Frank Langfitt

Frank Langfitt is NPR's international correspondent based in Shanghai. He covers China, Japan, and the Koreas for NPR News. His reports have included visits to China's infamous black jails –- secret detention centers — as well as his own travails taking China's driver's test, which he failed three times.

Before moving to China, Langfitt was NPR's East Africa correspondent based in Nairobi. He reported from Sudan and covered the civil war in Somalia, where learned to run fast in Kevlar and interviewed imprisoned Somali pirates, who insisted they were just misunderstood fishermen. During the Arab spring, Langfitt covered the uprising and crushing of the reform movement in Bahrain.

Prior to Africa, Langfitt was a labor correspondent based in Washington, D.C. He covered the 2008 financial crisis, the bankruptcy of General Motors and Chrysler and coal mine disasters in West Virginia.

Shanghai is Langfitt's second posting in China. Before coming to NPR, he spent five years as a correspondent in Beijing for The Baltimore Sun, covering a swath of Asia from East Timor to the Khyber Pass. During the opening days of the Afghan War, Langfitt reported from Pakistan and Kashmir.

In 2008, Langfitt covered the Beijing Olympics as a member of NPR's team, which won an Edward R. Murrow Award for sports reporting. Langfitt's print and visual journalism have also been honored by the Overseas Press Association and the White House News Photographers Association.

Langfitt spent his early years in journalism stringing for the Philadelphia Inquirer and living in Hazard, Kentucky, where he covered the state's Appalachian coalfields for the Lexington Herald-Leader. Before becoming a reporter, Langfitt drove a taxi in Philadelphia and dug latrines in Mexico. Langfitt is a graduate of Princeton and was a Nieman Fellow at Harvard.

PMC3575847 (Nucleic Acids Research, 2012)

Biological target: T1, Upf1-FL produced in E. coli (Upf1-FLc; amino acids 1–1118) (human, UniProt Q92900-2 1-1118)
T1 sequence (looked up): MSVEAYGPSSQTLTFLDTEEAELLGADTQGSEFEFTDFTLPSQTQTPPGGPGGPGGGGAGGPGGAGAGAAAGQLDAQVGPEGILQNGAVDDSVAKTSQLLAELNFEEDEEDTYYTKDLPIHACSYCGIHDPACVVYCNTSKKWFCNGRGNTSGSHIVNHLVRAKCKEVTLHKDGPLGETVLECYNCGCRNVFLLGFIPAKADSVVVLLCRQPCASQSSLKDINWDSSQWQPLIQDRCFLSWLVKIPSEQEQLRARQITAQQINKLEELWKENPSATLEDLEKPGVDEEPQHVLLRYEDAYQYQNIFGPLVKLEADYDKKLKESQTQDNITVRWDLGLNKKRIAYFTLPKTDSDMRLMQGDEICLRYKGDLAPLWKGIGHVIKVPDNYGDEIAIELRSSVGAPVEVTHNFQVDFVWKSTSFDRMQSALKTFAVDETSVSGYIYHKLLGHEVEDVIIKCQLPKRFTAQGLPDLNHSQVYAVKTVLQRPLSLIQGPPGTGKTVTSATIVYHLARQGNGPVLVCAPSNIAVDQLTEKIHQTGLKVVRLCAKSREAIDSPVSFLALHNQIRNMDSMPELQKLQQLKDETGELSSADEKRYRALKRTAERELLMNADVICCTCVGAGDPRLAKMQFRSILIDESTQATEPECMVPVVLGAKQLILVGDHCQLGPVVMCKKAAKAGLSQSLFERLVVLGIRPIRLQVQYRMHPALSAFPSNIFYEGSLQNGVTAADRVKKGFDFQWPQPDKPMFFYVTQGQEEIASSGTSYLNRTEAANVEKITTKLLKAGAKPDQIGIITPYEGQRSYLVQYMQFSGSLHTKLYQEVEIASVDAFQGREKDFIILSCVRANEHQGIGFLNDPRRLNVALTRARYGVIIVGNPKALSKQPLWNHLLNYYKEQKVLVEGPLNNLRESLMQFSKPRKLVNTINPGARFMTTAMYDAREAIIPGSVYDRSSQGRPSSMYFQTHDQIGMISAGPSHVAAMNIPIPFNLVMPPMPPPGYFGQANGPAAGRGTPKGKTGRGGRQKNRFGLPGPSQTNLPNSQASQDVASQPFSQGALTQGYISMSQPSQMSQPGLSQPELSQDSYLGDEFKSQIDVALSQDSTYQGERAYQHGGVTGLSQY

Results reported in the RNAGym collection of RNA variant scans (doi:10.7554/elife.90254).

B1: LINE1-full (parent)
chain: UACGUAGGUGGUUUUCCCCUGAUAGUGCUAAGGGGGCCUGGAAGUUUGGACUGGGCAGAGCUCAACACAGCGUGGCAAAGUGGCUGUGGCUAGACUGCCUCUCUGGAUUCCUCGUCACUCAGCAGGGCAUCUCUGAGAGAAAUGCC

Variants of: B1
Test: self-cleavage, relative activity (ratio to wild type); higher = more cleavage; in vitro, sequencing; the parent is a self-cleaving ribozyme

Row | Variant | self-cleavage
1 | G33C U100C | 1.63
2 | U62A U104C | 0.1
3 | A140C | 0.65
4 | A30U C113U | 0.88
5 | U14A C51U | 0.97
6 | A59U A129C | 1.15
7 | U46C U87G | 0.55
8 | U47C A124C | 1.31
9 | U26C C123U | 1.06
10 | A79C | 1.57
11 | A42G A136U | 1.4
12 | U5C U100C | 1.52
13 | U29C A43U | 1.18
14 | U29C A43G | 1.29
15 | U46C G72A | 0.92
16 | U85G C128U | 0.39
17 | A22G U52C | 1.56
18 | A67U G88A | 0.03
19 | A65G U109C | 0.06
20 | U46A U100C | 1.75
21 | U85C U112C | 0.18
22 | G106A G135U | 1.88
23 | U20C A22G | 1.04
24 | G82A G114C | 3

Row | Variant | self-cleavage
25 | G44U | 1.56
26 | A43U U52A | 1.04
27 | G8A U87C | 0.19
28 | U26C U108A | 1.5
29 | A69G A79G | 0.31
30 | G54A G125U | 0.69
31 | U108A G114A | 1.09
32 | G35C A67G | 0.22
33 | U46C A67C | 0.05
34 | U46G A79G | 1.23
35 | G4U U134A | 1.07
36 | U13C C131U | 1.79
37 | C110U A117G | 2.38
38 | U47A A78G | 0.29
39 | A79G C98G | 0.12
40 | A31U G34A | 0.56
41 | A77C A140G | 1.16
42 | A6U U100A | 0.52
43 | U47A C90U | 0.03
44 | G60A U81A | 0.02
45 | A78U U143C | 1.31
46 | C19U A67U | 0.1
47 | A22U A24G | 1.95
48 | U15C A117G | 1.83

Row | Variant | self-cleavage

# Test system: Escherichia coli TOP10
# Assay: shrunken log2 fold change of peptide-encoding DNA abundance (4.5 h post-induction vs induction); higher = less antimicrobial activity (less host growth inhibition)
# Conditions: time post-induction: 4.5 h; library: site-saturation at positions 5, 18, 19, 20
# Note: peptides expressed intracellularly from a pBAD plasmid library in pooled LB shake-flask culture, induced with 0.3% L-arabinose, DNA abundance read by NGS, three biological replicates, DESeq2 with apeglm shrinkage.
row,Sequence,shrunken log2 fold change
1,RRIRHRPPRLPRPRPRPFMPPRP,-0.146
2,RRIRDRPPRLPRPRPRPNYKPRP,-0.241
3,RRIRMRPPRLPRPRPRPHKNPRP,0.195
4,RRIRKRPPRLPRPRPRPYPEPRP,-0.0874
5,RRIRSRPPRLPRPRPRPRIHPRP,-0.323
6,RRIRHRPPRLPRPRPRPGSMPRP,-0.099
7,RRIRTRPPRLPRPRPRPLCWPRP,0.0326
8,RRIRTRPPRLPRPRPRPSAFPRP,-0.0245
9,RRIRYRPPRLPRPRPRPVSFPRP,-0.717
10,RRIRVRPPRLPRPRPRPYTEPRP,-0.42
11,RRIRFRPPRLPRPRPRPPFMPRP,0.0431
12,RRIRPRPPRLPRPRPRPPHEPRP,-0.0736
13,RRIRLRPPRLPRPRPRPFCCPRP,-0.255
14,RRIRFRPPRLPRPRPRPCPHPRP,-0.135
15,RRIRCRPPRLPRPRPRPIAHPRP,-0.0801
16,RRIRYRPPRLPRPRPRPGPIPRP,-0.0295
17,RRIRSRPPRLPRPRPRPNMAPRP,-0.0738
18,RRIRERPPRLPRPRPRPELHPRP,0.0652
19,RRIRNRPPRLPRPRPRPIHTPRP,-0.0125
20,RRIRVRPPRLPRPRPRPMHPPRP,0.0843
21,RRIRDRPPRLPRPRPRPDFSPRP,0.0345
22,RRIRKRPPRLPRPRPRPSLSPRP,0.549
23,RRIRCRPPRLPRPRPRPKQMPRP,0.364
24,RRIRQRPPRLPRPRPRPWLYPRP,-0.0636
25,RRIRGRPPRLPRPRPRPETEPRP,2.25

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Business
6:14 am
Wed April 2, 2014

Protesters Fault Taiwan For Trade Deal With China

Originally published on Wed April 2, 2014 12:04 pm

Transcript

(SOUNDBITE OF CHANTING PROTESTORS)

DAVID GREENE, HOST:

And this is what a protest sounded like a few days ago in Taiwan, more than 100,000 people protesting a new trade agreement building ties between Chinese and Taiwanese businesses. Students are also upset. They've been occupying Taiwan's legislature for almost two weeks now.

NPR's Frank Langfitt explains why people are so angry.

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Asia
4:06 am
Thu March 20, 2014

Satellite Images Show Potential Debris From Flight 370

Originally published on Thu March 20, 2014 5:37 am

Host David Greene gets the latest from NPR's Frank Langfitt about the potential debris from Malaysia Flight 370 spotted by satellite imagery in the southern Indian Ocean.

Asia
4:08 am
Wed March 19, 2014